Back EMF can be considered like drag. It can never fully overcome the driving voltage, but it can approach it, until the differential can no longer overcome other friction or drag on the motor.

So the higher voltage does not result in more motor power, except at high speeds where back EMF reduces the effective supply voltage. My printer has the motors turning at very high speeds, (It’s all using leadscrews so about 4X the RPM that we’re using with 16T pulleys, plus print speeds of up to 90mm/s, rapid moves up to 120mm/s) We aren’t approaching those kinds of speeds with the MPCNC, and so it’s doubtful that you’d see any difference whatsoever with the same defined current to your motors.

The source voltage will have zero effect on the motor heat, that’s all about dissipated power through the motors. The driver chips themselves dissipate power, too, but it depends on the driver, and the regulation transistors. Their efficiency curves more based on switching duty cycle rather than actual current. Hard to predict the increase in TDP for a voltage change

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It’s the stepper drivers that I am worried about, I have no concerns about the motors. It’s the voltage difference across the stepper drivers that worries me. Perhaps what I am saying makes more sense if we just think of them like power regulators. Take the humble LM7805 for example. Feed it 6 volt with a modest load, and it runs cool. Swap to 24 volts input, and it cooks.

In this case, should be fine though, since the board is rated to run everything on 24V. I get that there is a change in TDP through the stepper drivers, but that’s still more closely related to current than voltage.

For the power calculation, you’re looking at a voltage delta rather than an absolute, and input current drops with a more advanced regulator for the same output current, since it tries to match input and output wattage. Therefore the voltage delta across the regulator is always kept to a minimum for this configuration, and the major factor in TDP is amperage. Try to push 1.4A through an LM7805 fed with 6V, and it’ll still do some pretty terrible things. Run the same thing with a simple buck-boost, and it’ll dissipate a few mW of heat, and maybe a few more at 24V. and only take a few hundred mA of source current. You lose more power to internal resistance pushing the output current than you do to the actual regulation.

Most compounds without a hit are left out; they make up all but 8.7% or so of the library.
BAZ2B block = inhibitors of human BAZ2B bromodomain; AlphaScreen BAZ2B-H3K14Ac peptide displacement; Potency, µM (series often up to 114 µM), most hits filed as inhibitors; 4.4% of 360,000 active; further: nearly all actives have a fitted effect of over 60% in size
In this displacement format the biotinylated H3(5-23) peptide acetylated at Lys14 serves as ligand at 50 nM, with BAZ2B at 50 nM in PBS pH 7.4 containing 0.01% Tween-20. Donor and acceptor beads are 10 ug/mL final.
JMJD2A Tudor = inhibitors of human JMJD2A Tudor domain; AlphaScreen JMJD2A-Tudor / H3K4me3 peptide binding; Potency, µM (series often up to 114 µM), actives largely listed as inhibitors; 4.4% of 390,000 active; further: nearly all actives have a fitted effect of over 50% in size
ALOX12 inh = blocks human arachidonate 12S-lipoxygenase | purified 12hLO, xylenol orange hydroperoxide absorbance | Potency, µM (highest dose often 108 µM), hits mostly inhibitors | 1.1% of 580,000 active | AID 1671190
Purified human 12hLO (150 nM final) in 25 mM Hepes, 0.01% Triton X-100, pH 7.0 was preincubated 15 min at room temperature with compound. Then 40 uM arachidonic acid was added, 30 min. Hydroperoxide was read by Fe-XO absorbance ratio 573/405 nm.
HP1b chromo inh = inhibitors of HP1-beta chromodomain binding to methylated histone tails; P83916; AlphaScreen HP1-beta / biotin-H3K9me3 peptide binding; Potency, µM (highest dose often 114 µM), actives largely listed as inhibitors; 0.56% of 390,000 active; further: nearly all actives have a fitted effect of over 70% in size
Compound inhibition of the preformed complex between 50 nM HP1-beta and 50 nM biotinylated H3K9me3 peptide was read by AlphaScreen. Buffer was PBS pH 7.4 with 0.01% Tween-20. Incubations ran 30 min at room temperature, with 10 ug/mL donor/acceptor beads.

Thanks Dan. I agree, it should be fine, I will give it a go. And thanks to Jeffeb3 for the M907 tip. I will research how to use M907 if it runs noticeably hotter than it does on 12v.

This isn’t right, because the way the driver achieves 1A is by turning the source voltage on and off. If the duty cycle is 40% at 12V, then it will be closer to 25% with 19V. The resistance doesn’t change (on a stationary motor) and the power will still be IIR in both cases.

This is because the LM constant voltage supplies just dissipate the extra voltage as heat. This is closer to a buck converter.

Doubling the voltage will ensure the power is connected at half the duty cycle. The average current is constant, and independent of the source voltage.

The one place where a 19V will make any difference is if the stepper is spinning fast. In that case, it is effectively creating a reverse voltage. So the effective source voltage may be low, like 2V. In that case, the driver may want to output 1A, but it can’t at 12V, even with 100% duty cycle. At that point, the 19V will have 7V more headroom, and can achieve 1A with a duty cycle of say, 80%.

The average current is constant, through the wires and the coils, the voltage varies with motor speed.